[Daily article] January 17: Eastbourne manslaughter

The Eastbourne manslaughter (R v Hopley) was an 1860 legal case in
Eastbourne, England, about the death of a teenage pupil at the hands of
his teacher, Thomas Hopley. Reginald Cancellor’s parents gave Hopley
permission to use corporal punishment to overcome what he perceived as
the boy’s stubbornness. After the boy died, the teacher insisted that
the beating was justifiable and that he was not guilty of any crime. An
inquest into Cancellor’s death began when his brother requested an
autopsy. As a result of the inquest Hopley was arrested and charged with
manslaughter. He was found guilty at trial and sentenced to four years
in prison. Hopley’s conviction was upheld by the Court of King’s Bench
(Chief Justice Alexander Cockburn pictured), which said that a
schoolmaster “may for the purpose of correcting what is evil in the
child, inflict moderate and reasonable corporal punishment.” The trial
was sensationalised by the Victorian press and incited debate over the
use of corporal punishment in schools. Physical discipline was
officially banned in British schools more than a century later.

Read more:

Today’s selected anniversaries:


On James Cook’s second voyage, his ship HMS Resolution became
the first to cross the Antarctic Circle.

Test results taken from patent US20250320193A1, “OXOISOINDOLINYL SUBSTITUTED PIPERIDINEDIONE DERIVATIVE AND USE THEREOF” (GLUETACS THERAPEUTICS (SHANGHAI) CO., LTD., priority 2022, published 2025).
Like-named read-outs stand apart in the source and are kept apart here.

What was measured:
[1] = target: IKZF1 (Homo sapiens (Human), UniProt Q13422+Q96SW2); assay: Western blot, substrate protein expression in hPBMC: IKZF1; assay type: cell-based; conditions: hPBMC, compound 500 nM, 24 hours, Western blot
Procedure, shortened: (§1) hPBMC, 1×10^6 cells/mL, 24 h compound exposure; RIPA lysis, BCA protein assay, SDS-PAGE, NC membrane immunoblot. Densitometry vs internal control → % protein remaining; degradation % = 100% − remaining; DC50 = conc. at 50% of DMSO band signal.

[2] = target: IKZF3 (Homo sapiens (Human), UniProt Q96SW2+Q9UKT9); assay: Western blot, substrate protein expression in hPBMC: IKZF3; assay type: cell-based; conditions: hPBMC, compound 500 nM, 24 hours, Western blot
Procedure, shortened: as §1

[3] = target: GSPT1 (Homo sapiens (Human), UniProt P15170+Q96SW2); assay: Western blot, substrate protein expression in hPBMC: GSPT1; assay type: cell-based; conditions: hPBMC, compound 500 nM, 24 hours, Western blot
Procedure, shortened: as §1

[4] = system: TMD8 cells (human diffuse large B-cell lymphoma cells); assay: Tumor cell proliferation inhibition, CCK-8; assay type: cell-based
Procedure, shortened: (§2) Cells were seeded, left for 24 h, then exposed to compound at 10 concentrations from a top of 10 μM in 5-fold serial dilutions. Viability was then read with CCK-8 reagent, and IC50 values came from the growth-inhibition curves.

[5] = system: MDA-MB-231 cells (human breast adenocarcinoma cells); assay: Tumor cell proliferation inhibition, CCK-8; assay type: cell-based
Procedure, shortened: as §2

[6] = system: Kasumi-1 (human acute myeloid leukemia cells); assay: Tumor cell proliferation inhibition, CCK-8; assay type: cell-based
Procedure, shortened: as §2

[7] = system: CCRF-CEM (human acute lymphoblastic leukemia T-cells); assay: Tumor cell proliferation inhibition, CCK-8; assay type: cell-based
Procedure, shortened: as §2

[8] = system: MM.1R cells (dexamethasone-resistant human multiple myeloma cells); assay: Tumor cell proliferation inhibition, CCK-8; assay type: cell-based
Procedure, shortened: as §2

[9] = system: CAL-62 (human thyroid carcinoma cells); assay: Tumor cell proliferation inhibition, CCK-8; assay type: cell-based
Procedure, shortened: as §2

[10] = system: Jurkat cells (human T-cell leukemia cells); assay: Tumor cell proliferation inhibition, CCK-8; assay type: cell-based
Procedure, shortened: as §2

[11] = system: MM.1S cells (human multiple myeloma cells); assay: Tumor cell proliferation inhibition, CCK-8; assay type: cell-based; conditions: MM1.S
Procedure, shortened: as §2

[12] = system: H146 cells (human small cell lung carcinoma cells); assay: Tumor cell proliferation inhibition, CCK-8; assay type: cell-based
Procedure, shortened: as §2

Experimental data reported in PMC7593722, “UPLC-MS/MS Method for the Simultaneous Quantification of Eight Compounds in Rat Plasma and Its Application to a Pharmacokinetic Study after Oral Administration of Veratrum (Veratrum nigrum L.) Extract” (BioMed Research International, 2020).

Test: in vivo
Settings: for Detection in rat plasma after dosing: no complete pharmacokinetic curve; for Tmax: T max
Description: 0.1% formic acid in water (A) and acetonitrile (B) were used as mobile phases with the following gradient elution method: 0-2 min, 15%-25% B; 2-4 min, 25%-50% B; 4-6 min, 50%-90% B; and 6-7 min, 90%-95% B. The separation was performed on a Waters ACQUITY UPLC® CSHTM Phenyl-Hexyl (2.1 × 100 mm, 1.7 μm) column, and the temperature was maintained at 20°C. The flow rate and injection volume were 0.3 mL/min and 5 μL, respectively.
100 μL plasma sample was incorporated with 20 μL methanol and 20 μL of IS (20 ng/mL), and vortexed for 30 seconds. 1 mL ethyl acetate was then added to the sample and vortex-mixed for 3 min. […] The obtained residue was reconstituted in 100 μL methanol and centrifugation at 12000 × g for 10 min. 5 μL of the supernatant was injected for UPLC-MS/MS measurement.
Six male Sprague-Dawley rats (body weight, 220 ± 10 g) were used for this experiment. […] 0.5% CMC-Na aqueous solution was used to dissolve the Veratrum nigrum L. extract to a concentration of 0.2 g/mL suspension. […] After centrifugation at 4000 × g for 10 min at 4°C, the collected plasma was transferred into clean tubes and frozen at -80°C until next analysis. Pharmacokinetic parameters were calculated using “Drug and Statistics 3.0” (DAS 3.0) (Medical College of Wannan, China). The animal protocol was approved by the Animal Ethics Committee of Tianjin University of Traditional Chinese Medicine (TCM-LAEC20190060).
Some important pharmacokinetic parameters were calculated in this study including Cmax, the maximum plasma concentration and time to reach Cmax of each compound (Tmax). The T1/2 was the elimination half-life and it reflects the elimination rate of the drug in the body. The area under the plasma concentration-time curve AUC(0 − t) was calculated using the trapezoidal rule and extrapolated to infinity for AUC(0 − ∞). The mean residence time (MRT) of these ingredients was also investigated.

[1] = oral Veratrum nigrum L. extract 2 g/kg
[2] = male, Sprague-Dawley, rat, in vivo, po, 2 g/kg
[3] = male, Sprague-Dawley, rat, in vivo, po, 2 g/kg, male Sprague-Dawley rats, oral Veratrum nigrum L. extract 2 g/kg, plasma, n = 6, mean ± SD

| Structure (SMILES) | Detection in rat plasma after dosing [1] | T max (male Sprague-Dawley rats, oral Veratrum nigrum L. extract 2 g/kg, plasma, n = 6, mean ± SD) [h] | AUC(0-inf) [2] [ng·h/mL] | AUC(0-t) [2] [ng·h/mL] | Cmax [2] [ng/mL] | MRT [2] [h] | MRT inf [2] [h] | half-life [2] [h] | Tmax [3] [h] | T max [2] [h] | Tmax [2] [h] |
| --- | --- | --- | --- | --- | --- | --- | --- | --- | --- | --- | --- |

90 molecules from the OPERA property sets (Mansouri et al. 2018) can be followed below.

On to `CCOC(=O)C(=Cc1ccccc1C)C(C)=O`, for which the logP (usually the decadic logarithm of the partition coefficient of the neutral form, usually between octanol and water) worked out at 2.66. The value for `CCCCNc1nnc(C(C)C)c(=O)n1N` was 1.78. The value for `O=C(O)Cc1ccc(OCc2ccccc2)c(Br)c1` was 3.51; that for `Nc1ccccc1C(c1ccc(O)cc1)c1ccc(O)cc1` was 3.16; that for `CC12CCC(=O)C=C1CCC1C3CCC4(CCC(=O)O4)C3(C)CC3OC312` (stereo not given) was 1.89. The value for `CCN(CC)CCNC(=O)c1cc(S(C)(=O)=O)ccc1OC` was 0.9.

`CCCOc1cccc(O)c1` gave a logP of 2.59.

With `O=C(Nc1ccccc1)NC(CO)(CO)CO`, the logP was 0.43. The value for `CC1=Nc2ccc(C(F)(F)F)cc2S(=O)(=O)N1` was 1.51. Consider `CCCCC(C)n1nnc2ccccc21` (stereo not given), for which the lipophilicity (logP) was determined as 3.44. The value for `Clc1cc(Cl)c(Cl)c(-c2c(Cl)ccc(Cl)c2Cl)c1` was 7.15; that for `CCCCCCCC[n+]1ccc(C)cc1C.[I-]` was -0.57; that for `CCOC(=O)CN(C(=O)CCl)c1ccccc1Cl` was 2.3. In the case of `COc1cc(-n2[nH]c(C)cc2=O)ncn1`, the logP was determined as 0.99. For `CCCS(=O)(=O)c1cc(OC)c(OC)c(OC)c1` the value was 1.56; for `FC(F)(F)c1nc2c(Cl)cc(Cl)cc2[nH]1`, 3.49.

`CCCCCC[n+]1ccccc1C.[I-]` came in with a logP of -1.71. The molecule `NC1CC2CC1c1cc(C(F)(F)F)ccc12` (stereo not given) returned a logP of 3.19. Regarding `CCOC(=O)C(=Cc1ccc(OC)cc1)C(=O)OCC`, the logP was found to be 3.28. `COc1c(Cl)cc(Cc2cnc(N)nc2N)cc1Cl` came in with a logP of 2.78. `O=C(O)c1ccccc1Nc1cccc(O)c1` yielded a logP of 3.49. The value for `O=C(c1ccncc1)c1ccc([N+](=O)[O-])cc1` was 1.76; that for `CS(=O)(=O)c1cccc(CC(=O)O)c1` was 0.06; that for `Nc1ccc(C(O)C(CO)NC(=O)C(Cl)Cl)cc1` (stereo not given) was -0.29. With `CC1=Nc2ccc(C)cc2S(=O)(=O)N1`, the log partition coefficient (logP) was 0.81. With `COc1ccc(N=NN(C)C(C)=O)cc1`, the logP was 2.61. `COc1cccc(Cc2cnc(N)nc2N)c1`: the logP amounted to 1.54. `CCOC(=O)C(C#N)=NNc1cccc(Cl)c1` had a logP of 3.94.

Lorrin A. Thurston, along with the Citizens’ Committee of
Public Safety led the overthrow of the Kingdom of Hawaii and the
government of Queen Liliʻuokalani (pictured).


Robert Falcon Scott’s ill-fated Terra Nova Expedition reached
the South Pole, only to find that Roald Amundsen’s team had beaten them
by 33 days.


Indonesian National Revolution: The Renville Agreement between
the Netherlands and Indonesian Republicans was ratified, recognising a
cease-fire along the “Van Mook Line”.


The Drudge Report became the first news source to break the
Bill Clinton–Monica Lewinsky scandal to the public

Wiktionary’s word of the day:

1. (transitive) To deprive of virile or procreative power; to castrate, to
2. (transitive) To deprive of masculine vigor or spirit; to weaken; to
render effeminate; to vitiate by unmanly softness.
3. (transitive, botany) Of a flower: to deprive of the anthers.

Wikiquote quote of the day:

  I want our young people to know that they matter, that they
belong. So don’t be afraid — you hear me, young people? Don’t be
afraid. Be focused. Be determined. Be hopeful. Be empowered. Empower
yourselves with a good education, then get out there and use that
education to build a country worthy of your boundless promise. Lead by
example with hope, never fear. And know that I will be with you, rooting
for you and working to support you for the rest of my life.  
–Michelle Obama

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